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David Guzik's Commentaries
on the Bible

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Numbers 9 - Keeping the Passover; the Cloud by Day and Fire by Night

A. Keeping the Passover.

1. (1-5) The first Passover in the wilderness.

a. Israel celebrated Passover as they were leaving Egypt (Exodus 12); the Passover here marks the one-year point of their journey out of slavery and into the Promised Land.

b. According to all its rites and ceremonies you shall keep it: Passover was meant to be a reminder of God's "passing over" Israel in the judgment of the firstborn at the Exodus from Egypt.

i. The blood of the lamb, applied to the door posts of the home, would be seen by the angel of God's judgment - and seeing the blood, the angel would "pass over" and spare the home covered by the blood. Passover was meant to be a continual reminder of this occasion of being spared judgment, and of the deliverance that followed in the Exodus.

ii. Jesus fulfilled the Passover sacrifice by His death on the cross (1 Corinthians 5:7); the covering of His blood causes the judgment of God to "pass over" us. We are commanded to continually remember our occasion of being spared judgment and the deliverance that followed, by remembering Jesus' work on the cross through the Lord's Supper.

2. (6-14) The case of the unclean men: Should they keep Passover?

a. The unclean must not neglect to keep Passover; it was a reminder and an identification with spared judgment and deliverance that must always be remembered. However, the unclean had to wait one month and keep Passover on the fourteenth day of the second month.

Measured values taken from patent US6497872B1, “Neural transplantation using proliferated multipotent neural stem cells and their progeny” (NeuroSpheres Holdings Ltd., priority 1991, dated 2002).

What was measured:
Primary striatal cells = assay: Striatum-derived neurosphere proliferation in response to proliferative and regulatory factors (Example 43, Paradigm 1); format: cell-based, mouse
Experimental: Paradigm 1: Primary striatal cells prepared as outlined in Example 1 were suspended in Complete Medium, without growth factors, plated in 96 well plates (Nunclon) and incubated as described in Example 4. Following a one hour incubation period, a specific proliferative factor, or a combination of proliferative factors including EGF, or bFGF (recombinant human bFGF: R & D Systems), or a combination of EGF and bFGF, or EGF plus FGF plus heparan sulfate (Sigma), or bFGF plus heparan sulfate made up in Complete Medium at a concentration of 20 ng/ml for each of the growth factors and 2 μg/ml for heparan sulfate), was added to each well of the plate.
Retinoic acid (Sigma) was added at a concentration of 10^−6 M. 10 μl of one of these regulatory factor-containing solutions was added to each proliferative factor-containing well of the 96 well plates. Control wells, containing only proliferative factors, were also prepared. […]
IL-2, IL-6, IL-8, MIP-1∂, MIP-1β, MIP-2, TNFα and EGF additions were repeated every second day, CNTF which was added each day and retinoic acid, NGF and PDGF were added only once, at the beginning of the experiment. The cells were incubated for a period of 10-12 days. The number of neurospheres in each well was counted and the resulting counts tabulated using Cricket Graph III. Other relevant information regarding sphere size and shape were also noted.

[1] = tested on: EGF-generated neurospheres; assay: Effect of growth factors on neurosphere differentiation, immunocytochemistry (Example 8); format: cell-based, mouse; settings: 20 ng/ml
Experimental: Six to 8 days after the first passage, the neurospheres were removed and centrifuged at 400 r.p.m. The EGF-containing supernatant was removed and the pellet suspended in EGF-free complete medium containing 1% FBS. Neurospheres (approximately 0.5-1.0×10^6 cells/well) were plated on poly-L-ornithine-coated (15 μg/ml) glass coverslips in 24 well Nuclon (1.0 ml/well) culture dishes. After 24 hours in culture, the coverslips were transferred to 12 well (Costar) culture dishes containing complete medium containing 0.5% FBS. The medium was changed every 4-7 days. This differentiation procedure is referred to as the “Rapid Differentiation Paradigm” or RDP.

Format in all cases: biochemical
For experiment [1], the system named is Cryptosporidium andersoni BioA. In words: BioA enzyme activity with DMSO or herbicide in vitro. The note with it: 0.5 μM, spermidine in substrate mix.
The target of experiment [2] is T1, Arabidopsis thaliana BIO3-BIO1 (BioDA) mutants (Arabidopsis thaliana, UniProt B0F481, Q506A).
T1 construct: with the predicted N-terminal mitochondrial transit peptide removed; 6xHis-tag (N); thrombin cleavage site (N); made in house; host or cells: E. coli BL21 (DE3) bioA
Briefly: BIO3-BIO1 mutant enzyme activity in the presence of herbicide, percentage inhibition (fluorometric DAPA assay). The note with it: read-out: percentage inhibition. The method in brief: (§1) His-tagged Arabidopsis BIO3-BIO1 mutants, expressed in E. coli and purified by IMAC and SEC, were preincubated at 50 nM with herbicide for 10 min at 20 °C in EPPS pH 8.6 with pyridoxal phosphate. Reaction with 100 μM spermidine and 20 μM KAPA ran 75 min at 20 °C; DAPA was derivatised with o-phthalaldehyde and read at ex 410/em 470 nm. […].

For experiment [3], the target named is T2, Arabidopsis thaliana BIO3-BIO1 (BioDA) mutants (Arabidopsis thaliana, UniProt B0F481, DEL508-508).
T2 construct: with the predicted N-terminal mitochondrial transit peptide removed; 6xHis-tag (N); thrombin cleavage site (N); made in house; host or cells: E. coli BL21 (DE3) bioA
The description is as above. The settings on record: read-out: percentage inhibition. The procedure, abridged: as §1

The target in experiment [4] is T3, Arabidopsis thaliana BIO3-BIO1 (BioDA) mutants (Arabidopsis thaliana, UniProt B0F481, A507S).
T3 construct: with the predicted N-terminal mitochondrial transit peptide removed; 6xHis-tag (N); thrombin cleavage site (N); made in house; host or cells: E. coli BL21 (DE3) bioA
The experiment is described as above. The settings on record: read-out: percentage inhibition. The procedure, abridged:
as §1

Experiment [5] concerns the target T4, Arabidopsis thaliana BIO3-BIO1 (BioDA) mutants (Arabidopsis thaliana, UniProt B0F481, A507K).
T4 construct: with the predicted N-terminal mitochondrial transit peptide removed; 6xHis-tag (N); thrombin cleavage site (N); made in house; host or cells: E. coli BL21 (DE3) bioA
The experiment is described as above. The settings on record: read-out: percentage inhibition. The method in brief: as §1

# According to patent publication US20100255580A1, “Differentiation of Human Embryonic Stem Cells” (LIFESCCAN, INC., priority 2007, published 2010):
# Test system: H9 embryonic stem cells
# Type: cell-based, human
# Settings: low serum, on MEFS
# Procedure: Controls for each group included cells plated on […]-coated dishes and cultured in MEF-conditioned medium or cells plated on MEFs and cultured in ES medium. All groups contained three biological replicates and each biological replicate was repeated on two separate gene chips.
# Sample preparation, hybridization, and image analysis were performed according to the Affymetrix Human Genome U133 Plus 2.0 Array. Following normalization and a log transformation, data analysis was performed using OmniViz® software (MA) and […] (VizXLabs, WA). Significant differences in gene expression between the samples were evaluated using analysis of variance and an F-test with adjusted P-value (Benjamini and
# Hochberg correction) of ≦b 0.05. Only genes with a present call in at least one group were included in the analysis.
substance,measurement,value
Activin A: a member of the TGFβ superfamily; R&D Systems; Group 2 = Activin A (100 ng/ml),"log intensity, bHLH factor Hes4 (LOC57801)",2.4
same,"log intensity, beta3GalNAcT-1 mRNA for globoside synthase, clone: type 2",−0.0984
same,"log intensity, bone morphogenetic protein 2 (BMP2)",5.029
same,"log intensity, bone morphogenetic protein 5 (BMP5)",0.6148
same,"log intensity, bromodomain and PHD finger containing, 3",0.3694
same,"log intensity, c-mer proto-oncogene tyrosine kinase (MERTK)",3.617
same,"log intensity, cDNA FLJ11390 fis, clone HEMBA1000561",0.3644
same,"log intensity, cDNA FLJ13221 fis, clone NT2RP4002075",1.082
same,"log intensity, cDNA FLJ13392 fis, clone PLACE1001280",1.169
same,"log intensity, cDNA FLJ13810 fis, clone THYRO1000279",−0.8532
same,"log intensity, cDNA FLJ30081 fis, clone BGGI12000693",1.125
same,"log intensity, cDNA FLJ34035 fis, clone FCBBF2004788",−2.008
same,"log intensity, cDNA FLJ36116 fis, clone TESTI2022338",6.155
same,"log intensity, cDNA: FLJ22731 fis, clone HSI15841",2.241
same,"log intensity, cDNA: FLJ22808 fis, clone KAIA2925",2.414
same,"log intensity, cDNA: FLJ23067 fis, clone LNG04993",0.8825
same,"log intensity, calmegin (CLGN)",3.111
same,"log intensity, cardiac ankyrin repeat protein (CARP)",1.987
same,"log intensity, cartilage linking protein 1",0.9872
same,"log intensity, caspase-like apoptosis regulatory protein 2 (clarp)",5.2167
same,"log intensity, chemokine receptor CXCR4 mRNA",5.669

i. Are we to think these were the only two in Israel who had defiled themselves on the Passover? Of course not. Then why do only these two come forth? Perhaps because others who had become unclean on Passover saw it as an excuse to not partake. They could have a "day off." But these two wanted to partake of Passover, and are bold enough to ask Moses - to ask God! - for an exception to the previous command! (Leviticus 7:20; 22:3)

ii. Thus, provision was made for the unclean to remember God's spared judgment and deliverance - and the unclean needed most to remember it!

b. However, those among Israel who were clean and not traveling must keep Passover, or be cut off from among his people. The punishment for not keeping Passover was severe: That man shall bear his sin, instead of having it borne by the Passover lamb.

i. In the same pattern, we must partake of Jesus, or bear our own sin. Most assuredly, I say to you, unless you eat the flesh of the Son of Man and drink His blood, you have no life in you. . . . He who eats My flesh and drinks My blood abides in Me, and I in him. (John 6:53, 56)

c. Additionally, it didn't matter what bloodline or ethnic group the person came from: Even the stranger could and must partake of Passover, or be cut off. A Jew with the purest bloodlines would be cut off if they neglected Passover; the most mongrel gentile would be accepted if they participated in God's Passover.